Breaking Barriers: In the last year, twelve children from the Jai Vakeel Autism centre watched a movie in a cinema hall with their family for the first time. This enabled us in defying preconceptions at different levels:

• It enabled students in overcoming their fears of the darkness and loud sounds.
• Students managed themselves with ease and comfort.
• Parents revisited what was possible for their children and for their own lives going forward.
• A sense of ‘normalcy’ for the family was redefined and as we work towards ‘normal’ for our students and their families, the importance of an enabling and accepting environment cannot be overlooked.

Interaction/s with Mainstream Educational Institutions: Another aspect of the CIP is one-on-one interactions with students from mainstream private schools and colleges. Some of the schools and colleges that have engaged with us are Bombay International School, Cathedral and John Connon School, Dhirubhai Ambani International School, The American School of Mumbai, HR College, KC College, Jamnabai Narsee School among many.

The OHCHR states “special schools enable persons with disabilities to interact only with other persons with disabilities or with certain “professionals”. This forces them to live a situation, which is not realistic since it does not reflect the diversity of society. Whom does this benefit then?”

Fruits of Integration

Creating Community Partnerships: These engagements have mutually benefitted both the students of Jai Vakeel as well as visiting schools and college students. Jai Vakeel has begun to see the ripple effect of such partnerships and believe it to be just the start.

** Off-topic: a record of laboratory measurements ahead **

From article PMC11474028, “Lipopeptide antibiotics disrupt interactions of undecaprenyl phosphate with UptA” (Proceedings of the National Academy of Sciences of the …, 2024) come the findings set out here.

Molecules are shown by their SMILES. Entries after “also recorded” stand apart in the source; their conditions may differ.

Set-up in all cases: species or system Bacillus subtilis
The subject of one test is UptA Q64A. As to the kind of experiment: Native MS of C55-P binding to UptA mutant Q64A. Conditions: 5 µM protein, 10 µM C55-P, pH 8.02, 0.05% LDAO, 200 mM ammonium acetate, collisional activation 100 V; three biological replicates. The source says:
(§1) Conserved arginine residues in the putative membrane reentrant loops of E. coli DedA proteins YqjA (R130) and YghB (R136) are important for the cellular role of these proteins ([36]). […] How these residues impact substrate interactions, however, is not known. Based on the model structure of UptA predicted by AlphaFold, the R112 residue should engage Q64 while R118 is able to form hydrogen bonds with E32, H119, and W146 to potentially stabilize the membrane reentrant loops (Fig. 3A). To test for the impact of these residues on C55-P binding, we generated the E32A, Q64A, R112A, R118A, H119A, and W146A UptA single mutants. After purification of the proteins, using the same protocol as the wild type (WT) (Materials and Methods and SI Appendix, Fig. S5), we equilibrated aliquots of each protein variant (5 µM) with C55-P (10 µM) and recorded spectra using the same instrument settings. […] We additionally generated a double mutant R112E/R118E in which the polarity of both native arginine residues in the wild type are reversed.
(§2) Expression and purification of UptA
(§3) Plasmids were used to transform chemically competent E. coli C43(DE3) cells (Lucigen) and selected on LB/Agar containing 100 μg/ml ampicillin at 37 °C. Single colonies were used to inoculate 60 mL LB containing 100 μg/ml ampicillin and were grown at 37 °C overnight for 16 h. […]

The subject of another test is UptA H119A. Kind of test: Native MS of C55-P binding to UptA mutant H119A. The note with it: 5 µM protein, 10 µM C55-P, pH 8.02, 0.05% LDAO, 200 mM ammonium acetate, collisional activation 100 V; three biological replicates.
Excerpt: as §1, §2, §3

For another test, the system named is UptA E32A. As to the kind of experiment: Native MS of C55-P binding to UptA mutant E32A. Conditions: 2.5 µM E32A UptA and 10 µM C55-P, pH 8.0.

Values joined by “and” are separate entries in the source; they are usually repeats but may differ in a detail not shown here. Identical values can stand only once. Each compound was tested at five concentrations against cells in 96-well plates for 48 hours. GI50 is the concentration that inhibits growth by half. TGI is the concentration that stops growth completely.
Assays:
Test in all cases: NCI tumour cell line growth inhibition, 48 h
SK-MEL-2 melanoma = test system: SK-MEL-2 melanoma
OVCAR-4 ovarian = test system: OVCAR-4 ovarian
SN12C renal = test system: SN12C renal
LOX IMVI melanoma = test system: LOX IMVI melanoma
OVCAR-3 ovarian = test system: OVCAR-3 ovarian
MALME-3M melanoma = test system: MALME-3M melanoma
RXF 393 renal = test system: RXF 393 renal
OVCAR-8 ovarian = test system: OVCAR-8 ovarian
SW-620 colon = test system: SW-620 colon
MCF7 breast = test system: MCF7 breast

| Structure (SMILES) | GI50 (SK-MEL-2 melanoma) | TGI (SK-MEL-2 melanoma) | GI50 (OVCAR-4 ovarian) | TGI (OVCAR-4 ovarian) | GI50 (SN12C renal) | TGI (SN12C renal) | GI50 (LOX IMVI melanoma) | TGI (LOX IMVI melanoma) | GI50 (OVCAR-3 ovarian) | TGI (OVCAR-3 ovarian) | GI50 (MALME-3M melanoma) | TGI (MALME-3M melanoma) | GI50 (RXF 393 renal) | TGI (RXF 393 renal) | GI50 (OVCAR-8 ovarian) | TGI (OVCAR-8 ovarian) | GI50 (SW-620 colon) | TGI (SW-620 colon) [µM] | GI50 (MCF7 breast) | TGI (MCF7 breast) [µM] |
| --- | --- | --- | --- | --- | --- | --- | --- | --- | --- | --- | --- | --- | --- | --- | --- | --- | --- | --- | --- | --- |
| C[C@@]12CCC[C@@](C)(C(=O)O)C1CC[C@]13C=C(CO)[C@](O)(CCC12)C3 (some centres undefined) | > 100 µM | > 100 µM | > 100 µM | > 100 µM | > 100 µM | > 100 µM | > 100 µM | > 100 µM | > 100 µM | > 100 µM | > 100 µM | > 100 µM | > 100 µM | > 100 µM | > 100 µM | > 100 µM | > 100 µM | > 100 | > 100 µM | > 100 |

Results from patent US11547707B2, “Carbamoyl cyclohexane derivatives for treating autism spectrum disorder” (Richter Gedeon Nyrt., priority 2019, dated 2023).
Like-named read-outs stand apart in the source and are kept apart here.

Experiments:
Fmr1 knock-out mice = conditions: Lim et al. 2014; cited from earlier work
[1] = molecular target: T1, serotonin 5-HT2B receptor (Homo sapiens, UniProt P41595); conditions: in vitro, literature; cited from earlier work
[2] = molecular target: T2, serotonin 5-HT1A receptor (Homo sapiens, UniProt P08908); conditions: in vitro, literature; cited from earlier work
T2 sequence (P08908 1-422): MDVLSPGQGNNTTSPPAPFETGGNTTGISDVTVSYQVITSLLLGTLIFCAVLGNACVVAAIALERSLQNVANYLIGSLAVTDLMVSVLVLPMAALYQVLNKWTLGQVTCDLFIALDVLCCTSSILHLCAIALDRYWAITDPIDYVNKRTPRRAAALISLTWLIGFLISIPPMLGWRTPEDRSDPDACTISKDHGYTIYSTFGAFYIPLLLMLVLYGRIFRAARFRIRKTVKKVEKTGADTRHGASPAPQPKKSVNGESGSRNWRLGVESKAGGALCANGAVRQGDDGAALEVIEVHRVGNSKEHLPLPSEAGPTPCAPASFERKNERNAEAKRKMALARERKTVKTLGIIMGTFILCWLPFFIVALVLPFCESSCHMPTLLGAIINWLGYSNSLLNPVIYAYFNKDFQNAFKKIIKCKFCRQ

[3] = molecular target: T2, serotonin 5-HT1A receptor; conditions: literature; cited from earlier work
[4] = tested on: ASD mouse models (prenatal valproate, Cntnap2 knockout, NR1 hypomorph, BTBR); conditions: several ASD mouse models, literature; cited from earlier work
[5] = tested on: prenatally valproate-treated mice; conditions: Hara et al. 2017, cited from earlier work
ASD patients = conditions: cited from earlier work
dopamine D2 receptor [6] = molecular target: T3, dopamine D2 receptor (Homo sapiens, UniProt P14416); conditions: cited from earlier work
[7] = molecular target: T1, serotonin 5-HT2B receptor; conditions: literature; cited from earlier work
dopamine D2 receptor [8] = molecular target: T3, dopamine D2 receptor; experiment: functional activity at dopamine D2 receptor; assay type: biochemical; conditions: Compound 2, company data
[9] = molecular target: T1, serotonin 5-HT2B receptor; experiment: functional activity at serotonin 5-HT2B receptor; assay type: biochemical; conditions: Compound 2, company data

• Seven private schools collaborated and hosted Mumbai’s first swim-thon with over a hundred participants.
• These partnerships also led to the birth of ‘The Crescent Hearts’, which raises awareness and fundraises for the Jai Vakeel students. The power of these interactions enabled our students to go beyond the realm of mere exposure, into a profound space of financial independence.

The OHCHR also underscores the role of society in providing equal opportunities to PwDs: “The concepts of full and effective participation and of inclusion mean that society, both in its public and in its private dimensions, is organized so as to enable all people to take part fully. They mean that society and relevant actors value persons with disabilities and recognize them as equal participants—. It is a two-way process that promotes the acceptance of persons with disabilities and their participation, and encourages society to open up and be accessible to persons with disabilities.”

Creating Meaningful Employment: The CIP has opened doors to opportunities through placements for the students. In the past three years seventeen students have been placed in jobs and others are being employed in sheltered vocational skill workshops. The places of employment include Sodexo, Monsher India Pvt Ltd, Prodon Printers, and Rhoda Textiles etc.

Impacting Lives

Impact within the space of inclusion and development is an ongoing and ever-evolving dialogue. Over the years it is evident to the Foundation that impact will look different for its students depending on the level of disability. Thus inclusion is evaluated at three levels. First, being engagement within the family, second within the community and third within Society.
For Jai Vakeel proof is in the pudding. It has been rewarding for the foundation to receive encouraging feedback from the employers.

Krishna has been working with us since December 2016. He is good at his work, extremely sincere, hardworking and honest. His friendly personality has helped him in integrating well with his colleagues and he has even made a couple of friends. -Surender Chauhan, Sodexo.

The Foundation continues to aim at strengthening the evidence of impact in equal opportunities for its students and creates an accepting and aware environment for all of this to thrive.